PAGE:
Everybody loves the Crossroads Classic

INDIANAPOLIS, Ind. -- Indiana fans didn't wait to take their seats at the 2011 Close the Gap Crossroads Classic Saturday. Instead, many showed up hours in advance of their beloved Hoosiers' later game versus Notre Dame, happily and not impartially enjoying Butler's late comeback win over rival Purdue at Conseco Fieldhouse Saturday.

Now and again, the Conseco scoreboard camera operator would hone in on one of these Crimson-clad Indiana fans. The fan would be dancing, or playing the imaginary Jumbotron bongos, or whatever, and inevitably -- if that fan or fans were wearing Indiana gear -- Butler, Purdue and the small smattering of Notre Dame fans would join in lusty communal boos.

Perhaps it's a sign of Indiana's sudden growth in hoops relevance after last Saturday's win over Kentucky, a win that notched the program its first Top-25 ranking after three desperate rebuilding years. Or maybe the rest of the state's fans were just sick of hearing the IU talk from their annoying co-workers all week at work.

Either way, it seemed like old times at the Crossroads Classic, an event that began in the 1940s and needed another five decades -- and the unique cooperation of Indiana's four marquee athletic departments -- to revive. Iconic Butler coach Tony Hinkle organized the event at Butler (now Hinkle) Fieldhouse from 1948-51 and 1957-60. In 1959, Indiana pulled out of the event. The Hoosiers were replaced the next season by Illinois. That didn't work out (shocker, I know) so the event was discontinued, and the four programs went more than 50 years before replacing it.

After Saturday, it's safe to wonder what took so long. Conseco Fieldhouse sold out its 18,000-plus seats with days to spare last week. Fans from all corners of the state packed into the highest balcony seats in advance of Butler's win over Purdue, creating a neutral-court atmosphere reminiscent of March Madness, and one that benefitted the rivalry interplay between four familiar groups of fans.

Meanwhile, one important constituency -- the coaches who obsess over their nonconference schedules every season -- gave it a hearty thumbs-up.

"This is a no-brainer for me," Butler coach Brad Stevens said. "When they decide they don't want me around coaching at Butler, or I'm done coaching -- this is a no-brainer for me as a fan. I'll be the first in line buying a ticket. My family bought tickets like it was going out of style. It's a great event."

Notre Dame coach Mike Brey delivered his thoughts on the matter almost as soon as he sat down at the postgame podium following his team's 69-58 loss to Indiana. Perhaps he was eager to talk about anything other than the ugly offensive performance. But the enthusiasm seemed genuine.

"That was a great day of basketball," Brey said. "It was neat to be a part of it. I think it's something we need to think about continuing past next year."

After Saturday, that appears to be the consensus. The Crossroads Classic was organized in somewhat unique fashion -- by the four schools themselves, with Purdue athletic director Morgan Burke taking the lead. The execution of the idea featured some (if this Iowa native may say so himself) downright Midwestern common sense: Rather than agreeing to the tournament and then outsourcing it to a promoter (like the Gazelle Group, which operates the 2K Sports Classic among others), the four programs came together to organize and run the event themselves. That made the venue -- much smaller and more intimate than Lucas Oil Stadium, another proposed locale -- the logical choice. The schools split the costs and revenues (which were not disclosed by various program officials Saturday) and avoided any middleman altogether.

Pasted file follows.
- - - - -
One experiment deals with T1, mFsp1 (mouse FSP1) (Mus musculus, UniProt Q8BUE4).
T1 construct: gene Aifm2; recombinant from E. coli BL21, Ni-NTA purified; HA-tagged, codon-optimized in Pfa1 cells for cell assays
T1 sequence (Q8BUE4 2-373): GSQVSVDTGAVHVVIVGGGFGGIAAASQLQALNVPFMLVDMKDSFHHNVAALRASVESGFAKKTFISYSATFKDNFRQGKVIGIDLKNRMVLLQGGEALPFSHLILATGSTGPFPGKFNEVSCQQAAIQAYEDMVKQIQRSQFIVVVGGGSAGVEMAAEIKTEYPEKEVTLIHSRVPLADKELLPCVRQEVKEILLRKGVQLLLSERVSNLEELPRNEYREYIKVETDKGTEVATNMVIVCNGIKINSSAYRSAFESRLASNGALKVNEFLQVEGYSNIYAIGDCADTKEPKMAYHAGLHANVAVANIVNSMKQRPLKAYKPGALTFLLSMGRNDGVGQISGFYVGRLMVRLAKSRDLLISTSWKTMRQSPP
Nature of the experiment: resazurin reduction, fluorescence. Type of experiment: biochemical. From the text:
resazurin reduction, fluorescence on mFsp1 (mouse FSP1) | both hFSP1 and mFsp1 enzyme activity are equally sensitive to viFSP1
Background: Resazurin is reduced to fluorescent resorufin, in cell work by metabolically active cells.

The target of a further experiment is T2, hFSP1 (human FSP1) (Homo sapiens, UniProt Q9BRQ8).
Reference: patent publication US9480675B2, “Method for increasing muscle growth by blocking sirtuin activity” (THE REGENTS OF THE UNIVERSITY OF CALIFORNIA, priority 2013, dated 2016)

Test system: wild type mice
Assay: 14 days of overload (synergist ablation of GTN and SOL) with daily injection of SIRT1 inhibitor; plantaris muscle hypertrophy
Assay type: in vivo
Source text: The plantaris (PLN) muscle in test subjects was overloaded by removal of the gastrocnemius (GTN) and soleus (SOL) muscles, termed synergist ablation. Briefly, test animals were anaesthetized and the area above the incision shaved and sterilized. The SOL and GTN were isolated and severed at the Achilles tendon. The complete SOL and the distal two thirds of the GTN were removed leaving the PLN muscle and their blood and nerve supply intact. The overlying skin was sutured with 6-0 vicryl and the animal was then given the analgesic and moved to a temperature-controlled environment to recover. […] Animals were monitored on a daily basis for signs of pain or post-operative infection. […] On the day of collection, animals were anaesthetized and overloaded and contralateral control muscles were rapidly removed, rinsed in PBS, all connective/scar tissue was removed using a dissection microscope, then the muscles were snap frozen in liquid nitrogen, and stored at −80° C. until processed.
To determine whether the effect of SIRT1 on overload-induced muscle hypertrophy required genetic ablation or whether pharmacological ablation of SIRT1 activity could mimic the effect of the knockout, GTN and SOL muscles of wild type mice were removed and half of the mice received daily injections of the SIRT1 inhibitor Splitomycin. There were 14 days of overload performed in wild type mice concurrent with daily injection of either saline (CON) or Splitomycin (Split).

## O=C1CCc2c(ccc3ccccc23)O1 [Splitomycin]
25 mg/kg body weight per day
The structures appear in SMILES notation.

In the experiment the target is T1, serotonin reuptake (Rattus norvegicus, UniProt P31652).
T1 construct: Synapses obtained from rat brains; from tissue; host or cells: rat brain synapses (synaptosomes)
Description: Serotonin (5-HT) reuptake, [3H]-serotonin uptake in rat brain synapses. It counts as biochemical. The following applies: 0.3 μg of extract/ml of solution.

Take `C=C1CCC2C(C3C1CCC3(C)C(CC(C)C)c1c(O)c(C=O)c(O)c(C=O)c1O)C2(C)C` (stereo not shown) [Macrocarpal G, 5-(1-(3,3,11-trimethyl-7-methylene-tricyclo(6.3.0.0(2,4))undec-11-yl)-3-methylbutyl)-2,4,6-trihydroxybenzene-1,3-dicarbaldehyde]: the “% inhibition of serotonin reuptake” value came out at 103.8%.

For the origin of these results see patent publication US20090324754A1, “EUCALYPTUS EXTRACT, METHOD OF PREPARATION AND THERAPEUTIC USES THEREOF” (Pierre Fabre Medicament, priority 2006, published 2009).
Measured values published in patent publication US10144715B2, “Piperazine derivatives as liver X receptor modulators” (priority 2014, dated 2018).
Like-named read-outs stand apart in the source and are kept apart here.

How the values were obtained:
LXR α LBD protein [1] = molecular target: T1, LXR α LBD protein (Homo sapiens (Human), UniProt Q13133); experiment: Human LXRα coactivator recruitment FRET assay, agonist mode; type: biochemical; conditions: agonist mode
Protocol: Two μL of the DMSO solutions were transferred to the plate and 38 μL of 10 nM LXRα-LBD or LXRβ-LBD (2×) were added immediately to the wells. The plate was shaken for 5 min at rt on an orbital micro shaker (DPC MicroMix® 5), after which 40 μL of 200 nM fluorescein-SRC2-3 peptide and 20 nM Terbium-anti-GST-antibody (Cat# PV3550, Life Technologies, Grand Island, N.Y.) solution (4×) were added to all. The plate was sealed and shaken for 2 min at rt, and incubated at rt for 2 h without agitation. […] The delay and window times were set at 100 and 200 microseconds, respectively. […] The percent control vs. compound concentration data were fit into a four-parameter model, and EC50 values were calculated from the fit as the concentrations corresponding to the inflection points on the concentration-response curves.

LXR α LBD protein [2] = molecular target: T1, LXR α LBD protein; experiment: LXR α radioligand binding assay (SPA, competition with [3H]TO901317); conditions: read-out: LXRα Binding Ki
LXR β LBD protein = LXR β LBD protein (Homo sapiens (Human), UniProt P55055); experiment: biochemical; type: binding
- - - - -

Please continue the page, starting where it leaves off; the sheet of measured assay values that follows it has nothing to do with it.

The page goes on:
That effort was eased by Burke's familiarity with Indiana athletic director Fred Glass, who both attended Brebeuf Jesuit prep school and grew up in the same neighborhood on the north side of Indiana. It was also aided by Glass' familiarity with Notre Dame AD Jack Swarbrick, who worked with Glass at Indianapolis law firm Baker & Daniels. Together, along with Butler AD Barry Collier, the four schools signed a two-year contract that takes the event through 2012.

If it was a trial balloon, it tested incredibly well. Fans packed Conseco Fieldhouse early. (On Saturday, officials from a few of the programs told me they were worried Indiana and Notre Dame fans wouldn't show up for the first game, creating a potentially sterile atmosphere for either game. Their worries quickly proved unfounded.) The basketball was great. Fans convened from all over the state, packing Indianapolis' spate of downtown bars and restaurants before and after the games. The atmosphere more than lived up to its potential.

In other words, it was a picture-perfect Indiana basketball event, one worthy of Hinkle's original vision. After a successful first year, and with such seemingly amicable relationships between all four of these programs, and such overwhelming agreement among fans, coaches, and media members at the arena Saturday, the Crossroads Classic appears very likely to continue past 2012.

Fifty years later, Indiana again has a marquee college hoops event in the capital city -- a perfect blend of young and old, worn and new, modernity and nostalgia. This time, it seems, that event's existence won't be quite so fleeting.